The Zimbabwe Issue

While we’d all like to believe that sport and politics shouldn’t mix we inevitably find that they do. Generally it’s politics pushing it’s way and forcing itself on sport. The issue of Zimbabwe is one where it seems that opinion is divided almost evenly about whether politics should gatecrash sport. But what should be done?

England have pulled out of touring Zimbabwe, South Africa have cancelled their agreement with Zimbabwe, an agreement that saw Zimbabwe take part in South African domestic cricket, New Zealand have said that they will tour, unless otherwise told, Pakistan A have likewise said they will go to Zimbabwe, and Zimbabwe have pulled out of next years T20 World Cup in England – after being told their players and officials would not receive visa’s. India have put their power behind not excluding Zimbabwe from the ICC and removing their status. Is all of this necessary?

It took over 20 years for when South Africa was barred from international sport to the ending of Apartheid. In the end sport did not matter or make much of a dent. The ruling party had to cave in in the end, but it was not because of sport that they did. The difference here is that South Africa’s discriminatory laws were voted in and practised by many of the minority white population, year after year. The Zimbabwe situation is different. A dictator and his party are forcing themselves on the people and will not go away.

The threat of sanctions is a popular option by many in the west but it shows a fundamental misunderstanding of the problem. Mugabe does not care about the people of Zimbabwe. Sanctions will harm and kill the people, while Mugabe will be unaffected. So why would he care if sanctions were forced on the country?

The same applies to sport. What ever the ICC or individual countries apply with respect to Zimbabwean cricket will not effect or harm Mugabe in the least. It will have no affect at all on the worsening situation in the country, in terms of a solution, but will harm the Zimbabwean people. South African players have said that they will not tour Zimbabwe. This is all acceptable as it is their safety that is at stake. So if any sportsman says that they will not tour on safety grounds then this must be accepted. Politically they should not have a say. Zimbabwean sports teams should be allowed to continue to tour other countries. The players need to earn a living in a country that food and basics are alarmingly scarce and expensive. Denying them this right is hurting them and their families, while Mugabe continues to live it up at their expense.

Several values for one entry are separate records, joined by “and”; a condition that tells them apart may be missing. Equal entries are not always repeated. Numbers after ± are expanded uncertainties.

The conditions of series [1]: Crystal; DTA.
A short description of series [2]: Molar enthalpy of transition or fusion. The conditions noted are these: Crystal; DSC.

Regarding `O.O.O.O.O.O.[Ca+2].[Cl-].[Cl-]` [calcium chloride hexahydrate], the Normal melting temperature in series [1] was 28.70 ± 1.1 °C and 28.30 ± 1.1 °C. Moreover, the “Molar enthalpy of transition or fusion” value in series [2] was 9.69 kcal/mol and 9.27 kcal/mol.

Robert Mugabe does not care about the people of Zimbabwe. That much is evident. Sanctions and sporting bans do not effect him but only the people of Zimbabwe, and he will not budge to help them. Sanctions and sporting bans are not the solution to this problem, and thus should not be implemented. The Zimbabwean cricket players should not be prevented from earning a living when it does no good at all to the situation in the country. They are not at fault and should not be made to pay for the madness and brutality of one man.

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2 Responses to The Zimbabwe Issue

  1. JB says:

    Hi,

    I read your article with interest.

    Firstly, I don’t believe your statement “In the end sport did not matter or make much of a dent” is correct. If you go back and look at the history that the sporting sanctions placed on South Africa I think you will find they made a signficant contirbution to ending apartheid. This includes things like rebel tours and the publicity they generated. Not to mention the cultural isolation which resulted form the action. In short, sport kept the South African issues on the front page, which assisted in resolving the situation. To say that it did not is a misrepresentation of history.

    Secondly, I accept your position on sanctions and the reasons behind this. However, you have not proposed any other solutions other than criticisms of the current approach. Other than invade or sanctions, what do you propose? Or do you propose to do nothing at all? I think doing nothing or to go ahead with the tours is the worst thing possible.

    Kind Regards,

    JB

  2. Riaz Mehtar says:

    Hey,
    thanks for the comment…you’re right in that sporting bans did play apart in keeping the problem in thw worlds view but 30 years is a long time to wait for action…in the end the ban did not have as big as an effect as thought…it was economic reasons that ended aparthaid…
    punishing the zimbabwean people is not the way to go…the only effective approach is to find a way to target Mugabe and his men…but South Africa and others wont do this and so what will happen is more people will die and the situation will get worse…

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